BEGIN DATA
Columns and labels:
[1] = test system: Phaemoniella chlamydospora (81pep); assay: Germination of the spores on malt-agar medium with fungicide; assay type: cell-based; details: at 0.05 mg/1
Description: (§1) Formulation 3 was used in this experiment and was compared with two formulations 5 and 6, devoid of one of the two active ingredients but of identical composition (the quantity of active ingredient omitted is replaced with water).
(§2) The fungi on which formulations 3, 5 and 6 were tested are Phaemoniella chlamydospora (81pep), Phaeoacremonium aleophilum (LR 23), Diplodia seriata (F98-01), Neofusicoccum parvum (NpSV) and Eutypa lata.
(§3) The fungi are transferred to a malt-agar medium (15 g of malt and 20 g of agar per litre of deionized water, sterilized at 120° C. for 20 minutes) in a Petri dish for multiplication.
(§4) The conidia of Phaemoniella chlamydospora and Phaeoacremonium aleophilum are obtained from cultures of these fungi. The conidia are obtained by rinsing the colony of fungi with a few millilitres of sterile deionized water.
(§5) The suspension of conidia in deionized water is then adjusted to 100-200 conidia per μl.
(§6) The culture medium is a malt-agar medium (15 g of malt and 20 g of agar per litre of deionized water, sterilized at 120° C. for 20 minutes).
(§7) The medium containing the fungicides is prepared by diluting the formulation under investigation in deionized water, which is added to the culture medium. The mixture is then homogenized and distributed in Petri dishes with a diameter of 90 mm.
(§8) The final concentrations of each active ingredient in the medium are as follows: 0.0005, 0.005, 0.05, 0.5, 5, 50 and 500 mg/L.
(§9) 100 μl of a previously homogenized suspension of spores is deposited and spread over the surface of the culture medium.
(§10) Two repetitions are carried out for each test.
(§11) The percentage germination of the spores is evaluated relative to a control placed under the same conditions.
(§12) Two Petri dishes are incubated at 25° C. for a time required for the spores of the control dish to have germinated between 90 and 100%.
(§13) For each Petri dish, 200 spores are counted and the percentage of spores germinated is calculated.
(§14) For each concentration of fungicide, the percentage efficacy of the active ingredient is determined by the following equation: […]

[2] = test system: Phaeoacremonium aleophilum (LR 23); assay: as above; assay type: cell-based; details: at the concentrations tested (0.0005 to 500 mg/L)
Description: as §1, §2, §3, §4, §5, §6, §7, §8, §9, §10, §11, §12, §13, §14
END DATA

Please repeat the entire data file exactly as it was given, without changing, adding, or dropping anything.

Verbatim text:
Columns and labels:
[1] = test system: Phaemoniella chlamydospora (81pep); assay: Germination of the spores on malt-agar medium with fungicide; assay type: cell-based; details: at 0.05 mg/1
Description: (§1) Formulation 3 was used in this experiment and was compared with two formulations 5 and 6, devoid of one of the two active ingredients but of identical composition (the quantity of active ingredient omitted is replaced with water).
(§2) The fungi on which formulations 3, 5 and 6 were tested are Phaemoniella chlamydospora (81pep), Phaeoacremonium aleophilum (LR 23), Diplodia seriata (F98-01), Neofusicoccum parvum (NpSV) and Eutypa lata.
(§3) The fungi are transferred to a malt-agar medium (15 g of malt and 20 g of agar per litre of deionized water, sterilized at 120° C. for 20 minutes) in a Petri dish for multiplication.
(§4) The conidia of Phaemoniella chlamydospora and Phaeoacremonium aleophilum are obtained from cultures of these fungi. The conidia are obtained by rinsing the colony of fungi with a few millilitres of sterile deionized water.
(§5) The suspension of conidia in deionized water is then adjusted to 100-200 conidia per μl.
(§6) The culture medium is a malt-agar medium (15 g of malt and 20 g of agar per litre of deionized water, sterilized at 120° C. for 20 minutes).
(§7) The medium containing the fungicides is prepared by diluting the formulation under investigation in deionized water, which is added to the culture medium. The mixture is then homogenized and distributed in Petri dishes with a diameter of 90 mm.
(§8) The final concentrations of each active ingredient in the medium are as follows: 0.0005, 0.005, 0.05, 0.5, 5, 50 and 500 mg/L.
(§9) 100 μl of a previously homogenized suspension of spores is deposited and spread over the surface of the culture medium.
(§10) Two repetitions are carried out for each test.
(§11) The percentage germination of the spores is evaluated relative to a control placed under the same conditions.
(§12) Two Petri dishes are incubated at 25° C. for a time required for the spores of the control dish to have germinated between 90 and 100%.
(§13) For each Petri dish, 200 spores are counted and the percentage of spores germinated is calculated.
(§14) For each concentration of fungicide, the percentage efficacy of the active ingredient is determined by the following equation: […]

[2] = test system: Phaeoacremonium aleophilum (LR 23); assay: as above; assay type: cell-based; details: at the concentrations tested (0.0005 to 500 mg/L)
Description: as §1, §2, §3, §4, §5, §6, §7, §8, §9, §10, §11, §12, §13, §14